Seminar, Proseminar, Exercise, Lecture
You will find more information on the study programs in the guidelines.
The degree program is the formal unit of the university degrees (Bachelor, Master, Doctorate).
Branch of Studies
Branches of studies comprise groups of degree programs with similar content and do not necessarily fit into the systematic framework commonly used for the academic disciplines as found in the research fields. This term is used in connection with admission to the Master's study program at Swiss universities.
Time Limit on The Period of Study
Some faculties prescribe a maximum period of study for the Bachelor’s and the Master’s degrees. This period is twice the reference period of study of the degree program. For example, the Bachelor's degree program can be completed in 12 rather than 6 semesters, and the Master's degree program in 8 rather than 4 semesters. This is particularly relevant when planning to study part-time. We recommend that you refer to the regulations and contact the Office of Student Affairs before submitting a request to extend your studies. A limit may also apply to the period of study at the assessment level, as in the case of the Faculty of Business, Economics and Informatics (see Framework Ordinance).
Students who are enrolled in a minor program offered by another faculty must observe the time limits of that faculty. For example, a student in a minor program with 30 ECTS credits at the Faculty of Arts and Social Sciences will need to have completed the coursework by the spring semester of 2022 (twice as long as the reference period of study).
- The validity period of ECTS credits is also relevant when applying for the final degree! We urge you to read the information above carefully.
- If you have any questions about planning your part-time studies, please contact the advisory center of the faculty.
A part-time study program does not have a special status, it simply means you enroll in fewer modules per semester than suggested in the program regulations on the standard or model curriculum. If you decide on an extended part-time study program, it makes good sense to gauge the overall workload carefully in your individual planning.
You can use the standard or model curriculum to get an overview and plan your studies:
- Please note the module-specific aspects of the individual faculties (frequency in which modules are offered, previous and prerequisite modules, etc.).
- A time limit at the assessment level may also apply.
- Since studying part-time also means prolonging your studies, you will need to know what restrictions apply to the duration and for how long the ECTS credits of your program are valid. These vary and may be subject to different rules that apply in cases where major and minor programs involve several faculties.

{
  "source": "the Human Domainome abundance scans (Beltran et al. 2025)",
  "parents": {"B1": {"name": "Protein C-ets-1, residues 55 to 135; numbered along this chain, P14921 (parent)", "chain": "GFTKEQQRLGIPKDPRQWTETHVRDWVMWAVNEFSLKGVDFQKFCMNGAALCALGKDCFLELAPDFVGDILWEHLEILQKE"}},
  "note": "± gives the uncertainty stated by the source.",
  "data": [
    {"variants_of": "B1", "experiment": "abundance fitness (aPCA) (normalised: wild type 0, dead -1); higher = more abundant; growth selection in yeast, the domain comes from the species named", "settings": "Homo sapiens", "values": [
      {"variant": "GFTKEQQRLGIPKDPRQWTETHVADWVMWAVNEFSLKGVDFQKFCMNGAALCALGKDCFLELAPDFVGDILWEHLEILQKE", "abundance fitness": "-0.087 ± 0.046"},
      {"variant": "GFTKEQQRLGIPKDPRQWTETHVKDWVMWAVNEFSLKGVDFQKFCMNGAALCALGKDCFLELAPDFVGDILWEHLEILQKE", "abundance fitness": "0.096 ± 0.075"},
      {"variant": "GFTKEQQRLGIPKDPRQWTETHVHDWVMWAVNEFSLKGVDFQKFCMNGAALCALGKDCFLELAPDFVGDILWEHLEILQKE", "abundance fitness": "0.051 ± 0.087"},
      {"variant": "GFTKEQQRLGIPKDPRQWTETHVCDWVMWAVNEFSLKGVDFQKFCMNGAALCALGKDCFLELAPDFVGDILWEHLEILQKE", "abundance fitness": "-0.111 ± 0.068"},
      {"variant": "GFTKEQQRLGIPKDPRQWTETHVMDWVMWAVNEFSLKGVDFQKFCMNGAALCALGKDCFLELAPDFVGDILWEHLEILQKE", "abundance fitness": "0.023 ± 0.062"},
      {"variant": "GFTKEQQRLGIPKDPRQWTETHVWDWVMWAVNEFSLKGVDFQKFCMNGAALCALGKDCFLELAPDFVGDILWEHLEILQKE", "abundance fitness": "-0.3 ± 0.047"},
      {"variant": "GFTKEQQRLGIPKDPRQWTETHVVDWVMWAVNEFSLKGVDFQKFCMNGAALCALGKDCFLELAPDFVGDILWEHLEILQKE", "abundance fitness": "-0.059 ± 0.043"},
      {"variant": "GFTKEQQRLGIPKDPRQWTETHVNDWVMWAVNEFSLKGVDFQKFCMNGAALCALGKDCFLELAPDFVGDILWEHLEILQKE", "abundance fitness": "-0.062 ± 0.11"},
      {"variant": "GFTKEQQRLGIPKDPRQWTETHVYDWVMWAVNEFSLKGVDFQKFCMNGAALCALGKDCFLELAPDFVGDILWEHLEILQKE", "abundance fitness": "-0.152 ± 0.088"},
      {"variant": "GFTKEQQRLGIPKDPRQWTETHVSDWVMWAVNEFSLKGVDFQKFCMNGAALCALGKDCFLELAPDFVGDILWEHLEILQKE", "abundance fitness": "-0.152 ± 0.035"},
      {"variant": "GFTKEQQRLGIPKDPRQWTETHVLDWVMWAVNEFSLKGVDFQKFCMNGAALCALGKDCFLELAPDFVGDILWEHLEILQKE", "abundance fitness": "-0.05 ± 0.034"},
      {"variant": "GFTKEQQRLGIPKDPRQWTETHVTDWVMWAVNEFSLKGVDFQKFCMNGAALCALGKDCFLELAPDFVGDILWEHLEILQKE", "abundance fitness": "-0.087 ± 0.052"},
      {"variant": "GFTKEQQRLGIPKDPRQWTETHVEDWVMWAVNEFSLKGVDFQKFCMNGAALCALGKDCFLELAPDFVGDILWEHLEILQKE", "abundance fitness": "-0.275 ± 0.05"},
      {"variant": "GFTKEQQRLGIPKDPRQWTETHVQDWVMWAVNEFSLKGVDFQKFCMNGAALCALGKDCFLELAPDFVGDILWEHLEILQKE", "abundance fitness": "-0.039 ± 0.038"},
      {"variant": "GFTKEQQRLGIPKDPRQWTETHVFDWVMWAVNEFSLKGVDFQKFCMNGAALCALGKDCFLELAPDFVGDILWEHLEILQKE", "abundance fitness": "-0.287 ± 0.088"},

- If you receive a government stipend (cantonal, under the Federal Training Assistance Act, etc.), you may face consequences when extending your studies. It is therefore important to contact the relevant office (cantonal stipends office, Augsburg student services, etc.) for details in good time.
- If you have any questions about planning your full-time studies, please contact the advisory center of the faculty!
The full-time study program is the standard at Swiss universities and serves as basis for determining the standard period of study. The model and standard curricula are based on a minimum of 30 ECTS credits per semester in the full-time program. Students therefore generally assume a workload of 900 hours per semester. The workload at the Bachelor's level involves 180 ECTS credits, and full-time students generally complete it in three years. The standard period of study for the Master's degree program is three to six semesters, depending on the number of ECTS credits involved (generally 90 or 120, in exceptional cases 80). This information enables you to calculate how much time your studies will require per semester and how long your studies are likely to take.
- Look for the guideline on your studies on your study program’s website if you have questions about enrolling in modules or the design and structure of the program.
The guidelines, information sheets, and forms/templates for study programs are updated regularly and will help to answer possible questions about studies at an institute or in a seminar.
Restriction on Admission
Restrictions on admission apply only to degree courses in human, veterinary, and chiropractic medicine, and in dentistry (numerus clausus). The number of places in these subjects is therefore limited and not all applicants will be accepted. The applications and admissions website has more information about the specific requirements that apply.
The Admissions Office is responsible for the admission to all Bachelor's study programs of applicants with foreign qualification as well as applications to all other study programs (Master's, Teaching Diploma for Upper Secondary Education, doctoral studies).